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AASB 15: Time to revisit revenue recognition

AASB 15: Time to revisit revenue recognition

Louise Lovering, Mithra Villanelo and Nicholas Blunt discuss the new and broad reaching revenue recognition accounting standard AASB 15.


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AASB 15 Revenues from Contracts with Customers is the new revenue recognition accounting standard that could affect the way companies account for revenue from 1 January 2018.

Its reach is potentially broad. If you derive revenue from contracts with customers (service and/or product-based), this article will be of particular interest to you if you also have a role in managing and planning for tax in your organisation.

We expect AASB 15 to have a material impact on the telecommunications, software and building & construction industries, but other sectors will also need to consider the application of AASB 15 and possible interactions with tax.

AASB 15 in a nutshell

  • A five-step model is applied to determine when to recognise revenue, and at what amount.
  • Depending on whether certain criteria are met, revenue is recognised either over time, in a manner that best reflects the company’s performance, or at a point in time, when control of the goods or services is transferred to the customer.
  • Certain costs to fulfill a contract or incremental costs of obtaining a contract may qualify for capitalisation under the new standard.
  • On transition to the new standard, depending on the transition option elected, revenues could be double counted or bypass the income statement (i.e. be recognised in opening retained earnings).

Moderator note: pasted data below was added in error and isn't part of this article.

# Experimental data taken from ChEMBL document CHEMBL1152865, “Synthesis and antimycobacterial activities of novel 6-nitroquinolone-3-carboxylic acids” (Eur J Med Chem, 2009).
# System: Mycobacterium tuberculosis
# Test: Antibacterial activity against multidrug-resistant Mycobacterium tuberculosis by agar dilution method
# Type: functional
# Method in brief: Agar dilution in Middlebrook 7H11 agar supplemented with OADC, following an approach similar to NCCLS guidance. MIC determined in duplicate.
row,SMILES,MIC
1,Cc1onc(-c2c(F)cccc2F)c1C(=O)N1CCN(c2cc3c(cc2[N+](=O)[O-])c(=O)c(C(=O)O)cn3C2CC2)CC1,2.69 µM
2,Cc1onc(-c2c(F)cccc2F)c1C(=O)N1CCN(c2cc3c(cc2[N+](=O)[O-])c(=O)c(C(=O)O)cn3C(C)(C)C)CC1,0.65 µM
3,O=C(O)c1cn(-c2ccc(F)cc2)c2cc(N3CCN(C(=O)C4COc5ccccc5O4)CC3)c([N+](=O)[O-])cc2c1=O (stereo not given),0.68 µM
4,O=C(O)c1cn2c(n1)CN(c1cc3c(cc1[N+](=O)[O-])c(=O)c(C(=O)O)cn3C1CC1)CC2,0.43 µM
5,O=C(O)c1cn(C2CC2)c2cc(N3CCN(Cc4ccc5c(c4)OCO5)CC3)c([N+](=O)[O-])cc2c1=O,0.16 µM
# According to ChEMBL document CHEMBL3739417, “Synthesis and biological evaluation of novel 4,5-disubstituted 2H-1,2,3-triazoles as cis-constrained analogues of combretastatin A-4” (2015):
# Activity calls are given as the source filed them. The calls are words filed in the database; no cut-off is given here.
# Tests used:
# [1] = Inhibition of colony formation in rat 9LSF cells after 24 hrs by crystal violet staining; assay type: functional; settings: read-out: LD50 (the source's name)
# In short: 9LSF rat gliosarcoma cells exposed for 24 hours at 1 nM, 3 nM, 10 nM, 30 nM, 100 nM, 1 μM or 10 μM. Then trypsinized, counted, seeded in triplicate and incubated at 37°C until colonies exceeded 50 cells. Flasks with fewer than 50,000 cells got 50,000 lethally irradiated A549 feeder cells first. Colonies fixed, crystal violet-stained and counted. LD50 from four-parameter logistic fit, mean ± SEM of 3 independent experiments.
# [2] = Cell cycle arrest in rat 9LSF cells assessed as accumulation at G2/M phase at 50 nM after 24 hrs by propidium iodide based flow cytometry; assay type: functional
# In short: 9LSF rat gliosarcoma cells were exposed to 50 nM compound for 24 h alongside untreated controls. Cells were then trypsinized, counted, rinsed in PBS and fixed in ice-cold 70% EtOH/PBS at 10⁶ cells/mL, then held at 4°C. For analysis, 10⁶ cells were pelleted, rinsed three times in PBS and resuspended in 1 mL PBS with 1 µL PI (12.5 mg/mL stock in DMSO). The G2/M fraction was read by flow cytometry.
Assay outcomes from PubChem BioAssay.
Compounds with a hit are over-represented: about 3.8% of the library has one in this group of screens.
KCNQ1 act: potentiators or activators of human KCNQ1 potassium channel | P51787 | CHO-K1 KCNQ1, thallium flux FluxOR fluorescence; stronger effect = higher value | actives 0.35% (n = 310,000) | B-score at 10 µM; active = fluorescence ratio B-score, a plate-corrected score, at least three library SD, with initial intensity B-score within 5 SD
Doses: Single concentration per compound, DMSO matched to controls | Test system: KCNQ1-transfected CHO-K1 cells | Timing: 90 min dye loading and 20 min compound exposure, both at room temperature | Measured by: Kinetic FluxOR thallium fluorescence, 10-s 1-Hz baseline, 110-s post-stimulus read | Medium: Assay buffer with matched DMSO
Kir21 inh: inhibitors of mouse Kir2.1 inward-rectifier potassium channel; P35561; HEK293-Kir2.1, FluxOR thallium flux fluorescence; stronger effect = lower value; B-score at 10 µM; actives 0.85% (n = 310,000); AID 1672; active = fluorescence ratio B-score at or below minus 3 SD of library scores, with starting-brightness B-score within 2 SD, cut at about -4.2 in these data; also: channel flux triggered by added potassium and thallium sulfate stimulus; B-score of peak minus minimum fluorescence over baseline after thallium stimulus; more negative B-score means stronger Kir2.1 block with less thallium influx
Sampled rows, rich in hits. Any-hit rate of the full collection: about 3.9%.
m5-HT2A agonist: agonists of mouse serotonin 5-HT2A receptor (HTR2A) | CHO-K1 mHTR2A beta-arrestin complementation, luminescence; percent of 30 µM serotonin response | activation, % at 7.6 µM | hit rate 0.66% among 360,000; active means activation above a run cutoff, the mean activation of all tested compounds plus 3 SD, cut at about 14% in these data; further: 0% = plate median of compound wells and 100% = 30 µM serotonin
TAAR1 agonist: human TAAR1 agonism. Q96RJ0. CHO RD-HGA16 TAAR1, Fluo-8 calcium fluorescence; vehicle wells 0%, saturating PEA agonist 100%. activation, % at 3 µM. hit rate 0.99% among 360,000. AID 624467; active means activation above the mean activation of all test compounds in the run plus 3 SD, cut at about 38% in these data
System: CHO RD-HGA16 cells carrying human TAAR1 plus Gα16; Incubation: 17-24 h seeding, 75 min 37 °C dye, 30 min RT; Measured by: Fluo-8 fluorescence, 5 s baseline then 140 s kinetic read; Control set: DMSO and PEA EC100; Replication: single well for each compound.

Tax implications

Quite possibly you should be thinking about:

  • It is likely that your accounting team will be unpacking contracts to identify specific elements for the accounting standards. If you have been waiting to do a more rigorous review of ‘derivation’, for tax purposes, now may be the right time to achieve synergies of reviewing documentation in detail with your accounting and/or legal team.
  • If contracts are being rewritten, you will no doubt want to have a seat at the table for income tax, GST and possibly customs.
  • The treatment adopted during the transition period may give rise to double counting of income or capitalised costs.
  • The recognition of additional deferred tax balances may have other implications (e.g. short term incentives, thin capitalisation, banking covenants etc.).
  • In some cases there is a requirement to capitalise contract acquisition costs. This may not necessarily match the appropriate tax treatment and could give rise to new deferred tax balances.
  • The adoption of the new standard may impact future profits, and therefore dividends and utilisation of franking credits (keeping in mind the ongoing debate in relation to the corporate tax rate).

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